Students interested in applying to the UK’s prestigious Oxford and Cambridge Universities (aka: Oxbridge) must hand their applications in by today (Oct 15th)! Once the application is submitted the next step in the process is to figure out whether an exam is required for the course to which you have applied. Testing requirements and dates vary by course so check this requirement carefully.
After applying and giving required tests, you may be called for an interview in late November or early December by the university department to which you have applied. Unlike in the US application process, where the interview is informal and non-evaluative, the Oxbridge interview is a critical component of the selection process. Because Oxbridge Universities are structured by a tutorial system in which students meet weekly with their tutors, experts in the field of study, the interview is used to assess whether you can contribute and cope in this type of intense one-on-one learning environment. The point of the interview is not to check whether you know all the right answers, it is to evaluate the way you deduce information and arrive at conclusions. Namita Mehta, a graduate of Oxford in Molecular and Cellular Biochemistry, and former college counselor at B.D. Somani International School, recounts the experience of her Oxford interview: “When I walked into my interview they showed me a molecule and asked me what it is? Nobody memorises molecules! Of course I didn’t know, but I discussed its properties and they helped me along the way. I didn’t get the name of the molecule in the end, but I was close enough for them to understand that I can figure out problems.” (It turns out The molecule was cholesterol!) You can conduct the interview either in the UK (you will have to travel there) or via Skype. If possible you should travel to the UK for the interview so that you get a complete sense of the Oxbridge experience. You will stay on campus, visit the department and meet other students.
Oxbridge Universities consider applicants with high academic achievement. They are looking for the next Nobel Prize winner; they do not care as much about extracurriculars. Academics are the primary consideration. Besides your school marks and board scores, your academic capacity should be demonstrated through your personal statement. The personal statement must show passion about your chosen subject as well as significant knowledge of the topic. You have to read far beyond your school curriculum in your area of study, know the contributions different people have made to the field, understand the application of the knowledge, and be able to articulate your real, deep passion for the subject.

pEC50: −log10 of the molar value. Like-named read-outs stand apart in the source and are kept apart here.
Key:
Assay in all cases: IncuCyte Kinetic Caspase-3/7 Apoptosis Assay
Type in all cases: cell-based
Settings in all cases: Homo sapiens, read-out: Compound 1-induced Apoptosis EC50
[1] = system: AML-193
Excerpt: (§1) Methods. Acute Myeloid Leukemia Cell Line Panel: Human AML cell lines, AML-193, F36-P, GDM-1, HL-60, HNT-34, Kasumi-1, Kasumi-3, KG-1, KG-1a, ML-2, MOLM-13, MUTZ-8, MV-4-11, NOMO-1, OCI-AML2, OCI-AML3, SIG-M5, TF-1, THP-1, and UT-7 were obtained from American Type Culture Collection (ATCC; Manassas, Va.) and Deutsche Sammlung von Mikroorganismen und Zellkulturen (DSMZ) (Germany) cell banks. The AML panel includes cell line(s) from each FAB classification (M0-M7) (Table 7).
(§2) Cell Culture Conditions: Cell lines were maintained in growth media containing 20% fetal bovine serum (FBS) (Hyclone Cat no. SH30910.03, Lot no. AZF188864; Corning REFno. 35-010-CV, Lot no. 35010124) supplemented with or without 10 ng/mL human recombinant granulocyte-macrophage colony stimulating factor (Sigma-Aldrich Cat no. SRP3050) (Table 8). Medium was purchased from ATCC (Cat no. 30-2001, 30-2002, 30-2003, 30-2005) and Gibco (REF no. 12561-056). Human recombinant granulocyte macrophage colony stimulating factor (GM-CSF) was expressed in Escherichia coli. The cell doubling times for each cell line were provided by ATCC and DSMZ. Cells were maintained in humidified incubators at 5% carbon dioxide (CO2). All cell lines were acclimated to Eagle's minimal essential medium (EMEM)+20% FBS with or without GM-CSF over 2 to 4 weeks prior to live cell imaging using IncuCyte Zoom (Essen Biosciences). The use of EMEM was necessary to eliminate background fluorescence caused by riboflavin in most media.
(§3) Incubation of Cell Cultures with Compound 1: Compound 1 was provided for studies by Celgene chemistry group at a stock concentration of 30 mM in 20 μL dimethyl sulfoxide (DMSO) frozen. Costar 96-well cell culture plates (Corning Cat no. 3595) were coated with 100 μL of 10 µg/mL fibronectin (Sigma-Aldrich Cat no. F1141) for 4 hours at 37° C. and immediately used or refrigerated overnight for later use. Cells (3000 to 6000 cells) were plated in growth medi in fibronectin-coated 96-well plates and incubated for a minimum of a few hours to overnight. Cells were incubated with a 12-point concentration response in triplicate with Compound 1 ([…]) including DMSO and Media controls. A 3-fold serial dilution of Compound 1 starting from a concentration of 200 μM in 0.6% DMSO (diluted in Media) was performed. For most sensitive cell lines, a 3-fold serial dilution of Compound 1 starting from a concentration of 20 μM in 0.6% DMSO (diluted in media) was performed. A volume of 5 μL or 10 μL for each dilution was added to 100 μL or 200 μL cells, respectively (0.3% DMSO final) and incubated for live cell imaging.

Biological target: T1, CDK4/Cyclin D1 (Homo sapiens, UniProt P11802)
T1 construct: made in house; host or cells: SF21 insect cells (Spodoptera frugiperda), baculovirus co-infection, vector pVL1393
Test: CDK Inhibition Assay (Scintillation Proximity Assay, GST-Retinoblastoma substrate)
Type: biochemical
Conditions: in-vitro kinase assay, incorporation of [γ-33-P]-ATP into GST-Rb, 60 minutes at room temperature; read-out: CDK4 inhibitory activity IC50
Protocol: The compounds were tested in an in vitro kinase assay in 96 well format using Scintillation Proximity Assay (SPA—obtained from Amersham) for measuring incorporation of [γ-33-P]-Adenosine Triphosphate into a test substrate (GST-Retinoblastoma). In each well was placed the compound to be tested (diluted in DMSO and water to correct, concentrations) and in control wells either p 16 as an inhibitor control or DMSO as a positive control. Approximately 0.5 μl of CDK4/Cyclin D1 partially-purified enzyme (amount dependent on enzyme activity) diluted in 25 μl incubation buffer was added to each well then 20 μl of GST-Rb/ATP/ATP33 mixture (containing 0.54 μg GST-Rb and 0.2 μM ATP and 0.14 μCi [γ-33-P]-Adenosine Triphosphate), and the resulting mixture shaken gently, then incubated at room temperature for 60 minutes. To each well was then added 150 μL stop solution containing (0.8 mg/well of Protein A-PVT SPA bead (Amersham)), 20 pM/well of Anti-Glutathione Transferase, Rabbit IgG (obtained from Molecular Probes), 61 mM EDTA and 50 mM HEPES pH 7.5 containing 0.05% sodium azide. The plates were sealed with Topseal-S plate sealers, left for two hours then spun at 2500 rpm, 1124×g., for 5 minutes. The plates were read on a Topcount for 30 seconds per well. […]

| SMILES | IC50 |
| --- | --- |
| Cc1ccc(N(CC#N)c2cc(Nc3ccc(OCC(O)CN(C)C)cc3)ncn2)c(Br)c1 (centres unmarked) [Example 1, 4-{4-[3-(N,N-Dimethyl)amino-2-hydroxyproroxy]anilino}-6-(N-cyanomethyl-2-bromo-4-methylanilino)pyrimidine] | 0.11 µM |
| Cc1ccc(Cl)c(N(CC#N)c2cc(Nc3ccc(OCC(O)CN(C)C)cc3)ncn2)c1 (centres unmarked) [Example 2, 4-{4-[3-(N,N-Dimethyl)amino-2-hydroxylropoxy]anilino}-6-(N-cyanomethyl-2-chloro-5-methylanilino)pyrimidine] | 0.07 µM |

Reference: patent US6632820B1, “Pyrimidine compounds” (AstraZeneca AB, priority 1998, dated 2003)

If you can get through the rigorous Oxbridge application process and are admitted you will be fortunate to join the ranks of some of the world’s best scholars and a highly accomplished peer group. These are two truly special institutions with unique traditions and history such as Oxford’s required ‘subfusc’ uniform for exams with a carnation pinned on the gown; for the first paper, you have a white carnation, middle papers a pink one and your last paper a red carnation. Through its collegiate systems Oxbridge Universities admit only 3-4 students per subject in each college, and holds the lectures at the departments. As public institutions there is significant pressure on the government to give preference to UK students, so the competition for international students is even tougher. If you are admitted, you will become among the rare few to learn and grow in the unique Oxbridge environment and build lifelong connections with your fellow scholars.
If you aspire to Oxbridge, read up on your subject and prepare yourself as best you can intellectually and academically for the interview process. This is your best chance to prove that you have the right kind of analytical mind to stand up to Oxbridge’s demanding process.